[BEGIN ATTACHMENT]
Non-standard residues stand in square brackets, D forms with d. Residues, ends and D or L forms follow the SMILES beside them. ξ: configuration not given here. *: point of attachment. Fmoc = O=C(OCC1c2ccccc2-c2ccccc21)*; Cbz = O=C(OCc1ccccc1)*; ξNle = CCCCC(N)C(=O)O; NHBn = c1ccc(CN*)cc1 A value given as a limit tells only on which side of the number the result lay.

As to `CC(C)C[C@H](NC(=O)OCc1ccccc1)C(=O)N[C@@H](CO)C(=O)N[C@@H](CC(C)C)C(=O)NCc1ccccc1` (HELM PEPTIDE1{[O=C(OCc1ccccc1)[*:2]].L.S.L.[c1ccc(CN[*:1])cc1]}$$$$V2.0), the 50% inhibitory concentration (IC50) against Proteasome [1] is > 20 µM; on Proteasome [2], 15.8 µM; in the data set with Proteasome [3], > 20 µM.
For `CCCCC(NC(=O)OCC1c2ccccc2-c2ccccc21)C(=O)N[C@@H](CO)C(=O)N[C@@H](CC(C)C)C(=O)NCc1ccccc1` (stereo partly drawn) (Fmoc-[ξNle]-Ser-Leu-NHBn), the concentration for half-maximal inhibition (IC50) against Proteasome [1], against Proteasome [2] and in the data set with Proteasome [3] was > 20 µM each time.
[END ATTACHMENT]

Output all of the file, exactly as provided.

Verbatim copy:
Non-standard residues stand in square brackets, D forms with d. Residues, ends and D or L forms follow the SMILES beside them. ξ: configuration not given here. *: point of attachment. Fmoc = O=C(OCC1c2ccccc2-c2ccccc21)*; Cbz = O=C(OCc1ccccc1)*; ξNle = CCCCC(N)C(=O)O; NHBn = c1ccc(CN*)cc1 A value given as a limit tells only on which side of the number the result lay.

As to `CC(C)C[C@H](NC(=O)OCc1ccccc1)C(=O)N[C@@H](CO)C(=O)N[C@@H](CC(C)C)C(=O)NCc1ccccc1` (HELM PEPTIDE1{[O=C(OCc1ccccc1)[*:2]].L.S.L.[c1ccc(CN[*:1])cc1]}$$$$V2.0), the 50% inhibitory concentration (IC50) against Proteasome [1] is > 20 µM; on Proteasome [2], 15.8 µM; in the data set with Proteasome [3], > 20 µM.
For `CCCCC(NC(=O)OCC1c2ccccc2-c2ccccc21)C(=O)N[C@@H](CO)C(=O)N[C@@H](CC(C)C)C(=O)NCc1ccccc1` (stereo partly drawn) (Fmoc-[ξNle]-Ser-Leu-NHBn), the concentration for half-maximal inhibition (IC50) against Proteasome [1], against Proteasome [2] and in the data set with Proteasome [3] was > 20 µM each time.